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An auto mechanic spills 88 mL of 2.6 M H2SO4 solution from a rebuilt auto battery. How...

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xkat123 | Student, Undergraduate | Honors

Posted August 4, 2013 at 6:30 AM via web

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An auto mechanic spills 88 mL of 2.6 M H2SO4 solution from a rebuilt auto battery. How many milliliters of 1.6 M NaHCO3 must be poured on the spill to react completely with the sulfuric acid?

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llltkl | College Teacher | Valedictorian

Posted August 4, 2013 at 10:11 AM (Answer #2)

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Acid-base neutralization reactions can be traced on the basis of equivalents.In other words, 1 equivalent of an acid reacts completely with and neutralizes 1 equivalent of a base.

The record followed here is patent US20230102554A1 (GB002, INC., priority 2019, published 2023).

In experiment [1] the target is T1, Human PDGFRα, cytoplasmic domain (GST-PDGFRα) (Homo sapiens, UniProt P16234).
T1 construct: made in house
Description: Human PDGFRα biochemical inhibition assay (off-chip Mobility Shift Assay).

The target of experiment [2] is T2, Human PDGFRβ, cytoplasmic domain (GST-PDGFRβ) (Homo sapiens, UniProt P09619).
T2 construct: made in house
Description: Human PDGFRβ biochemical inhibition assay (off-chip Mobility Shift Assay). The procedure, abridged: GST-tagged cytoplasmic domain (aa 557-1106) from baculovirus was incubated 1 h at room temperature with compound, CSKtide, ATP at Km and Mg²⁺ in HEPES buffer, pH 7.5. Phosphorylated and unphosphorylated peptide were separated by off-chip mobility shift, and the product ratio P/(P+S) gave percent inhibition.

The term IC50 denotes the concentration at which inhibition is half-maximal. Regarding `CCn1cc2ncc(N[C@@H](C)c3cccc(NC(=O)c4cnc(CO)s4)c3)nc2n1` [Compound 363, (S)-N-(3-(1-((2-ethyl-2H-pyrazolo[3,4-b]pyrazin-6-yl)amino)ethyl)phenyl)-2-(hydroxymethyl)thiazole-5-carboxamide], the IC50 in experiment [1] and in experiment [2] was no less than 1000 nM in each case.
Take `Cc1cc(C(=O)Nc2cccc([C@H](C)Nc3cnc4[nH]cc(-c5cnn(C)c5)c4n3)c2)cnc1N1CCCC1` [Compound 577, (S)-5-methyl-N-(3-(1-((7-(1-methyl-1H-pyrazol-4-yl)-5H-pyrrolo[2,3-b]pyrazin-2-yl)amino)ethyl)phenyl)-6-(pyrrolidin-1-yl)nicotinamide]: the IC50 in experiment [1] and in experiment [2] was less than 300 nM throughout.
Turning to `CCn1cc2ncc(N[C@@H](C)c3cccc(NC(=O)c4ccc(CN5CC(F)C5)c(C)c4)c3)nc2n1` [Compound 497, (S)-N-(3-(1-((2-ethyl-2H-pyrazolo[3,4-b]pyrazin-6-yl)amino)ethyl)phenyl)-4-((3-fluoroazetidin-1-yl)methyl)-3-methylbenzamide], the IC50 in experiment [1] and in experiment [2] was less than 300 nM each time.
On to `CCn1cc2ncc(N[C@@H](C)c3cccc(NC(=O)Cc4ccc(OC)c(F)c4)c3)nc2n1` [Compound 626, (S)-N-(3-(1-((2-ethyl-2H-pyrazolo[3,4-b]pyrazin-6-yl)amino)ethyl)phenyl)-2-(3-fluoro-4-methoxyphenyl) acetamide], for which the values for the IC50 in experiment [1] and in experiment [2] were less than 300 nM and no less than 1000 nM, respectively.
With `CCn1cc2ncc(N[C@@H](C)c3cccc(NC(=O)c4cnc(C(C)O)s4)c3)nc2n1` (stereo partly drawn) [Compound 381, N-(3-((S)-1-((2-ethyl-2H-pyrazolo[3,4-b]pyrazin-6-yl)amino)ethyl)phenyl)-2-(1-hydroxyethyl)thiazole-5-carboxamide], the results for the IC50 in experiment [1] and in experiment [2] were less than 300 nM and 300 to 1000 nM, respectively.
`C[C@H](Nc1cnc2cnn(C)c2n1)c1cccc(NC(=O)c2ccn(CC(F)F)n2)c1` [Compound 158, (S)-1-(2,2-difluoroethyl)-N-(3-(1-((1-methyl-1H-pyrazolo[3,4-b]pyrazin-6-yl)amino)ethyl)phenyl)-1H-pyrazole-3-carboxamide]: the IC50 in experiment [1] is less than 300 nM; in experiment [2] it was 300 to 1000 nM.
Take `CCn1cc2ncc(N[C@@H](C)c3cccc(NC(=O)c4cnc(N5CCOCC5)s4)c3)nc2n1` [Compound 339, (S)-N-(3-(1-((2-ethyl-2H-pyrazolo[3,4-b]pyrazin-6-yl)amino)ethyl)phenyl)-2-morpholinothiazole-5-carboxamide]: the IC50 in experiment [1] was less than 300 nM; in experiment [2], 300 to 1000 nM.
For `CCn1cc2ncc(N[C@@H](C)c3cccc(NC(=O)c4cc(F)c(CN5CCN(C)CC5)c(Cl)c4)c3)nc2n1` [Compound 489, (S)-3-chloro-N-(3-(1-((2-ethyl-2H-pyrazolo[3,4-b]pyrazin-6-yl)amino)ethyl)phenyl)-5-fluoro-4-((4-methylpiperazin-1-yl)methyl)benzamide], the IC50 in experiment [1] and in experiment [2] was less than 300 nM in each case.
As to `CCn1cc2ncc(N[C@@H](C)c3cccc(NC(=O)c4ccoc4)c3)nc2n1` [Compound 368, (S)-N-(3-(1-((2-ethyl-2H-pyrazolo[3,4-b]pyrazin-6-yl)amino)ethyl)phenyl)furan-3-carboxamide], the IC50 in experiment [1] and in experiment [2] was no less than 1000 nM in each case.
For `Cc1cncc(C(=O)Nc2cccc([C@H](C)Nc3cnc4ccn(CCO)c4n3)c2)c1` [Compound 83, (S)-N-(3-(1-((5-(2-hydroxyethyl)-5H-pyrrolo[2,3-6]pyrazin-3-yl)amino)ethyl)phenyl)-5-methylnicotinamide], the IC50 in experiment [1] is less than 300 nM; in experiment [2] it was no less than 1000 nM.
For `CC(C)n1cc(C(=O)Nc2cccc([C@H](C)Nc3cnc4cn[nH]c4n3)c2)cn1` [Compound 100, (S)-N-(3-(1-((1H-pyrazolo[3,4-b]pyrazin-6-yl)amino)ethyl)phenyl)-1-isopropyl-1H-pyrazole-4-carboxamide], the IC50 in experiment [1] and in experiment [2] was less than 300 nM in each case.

Thus, for a neutralization reaction,

`V_1*N_1=V_2*N_2` --- (i)

(Where, V-terms refer to volume and N-terms, Normality)

H2SO4 is a dibasic acid, so its 1 mole= 2 equivalents.

Hence, in its solution, Molarity = Normality/2

rArr Normality=2*Molarity

NaHCO3 is a monoacidic base, so its 1 mole= 1 equivalent.

So, in its solution, Molarity = Normality

Let the volume of 1.6 M NaHCO3 solution required for complete neutralization be V mL.

Plugging in the values in eqn. (i),

`88*2.6*2=V*1.6`

`rArr V=(88*2.6*2)/1.6=286` mL.

Therefore, 286 mL of NaHCO3 solution will be required to react completely with the spilled sulfuric acid.

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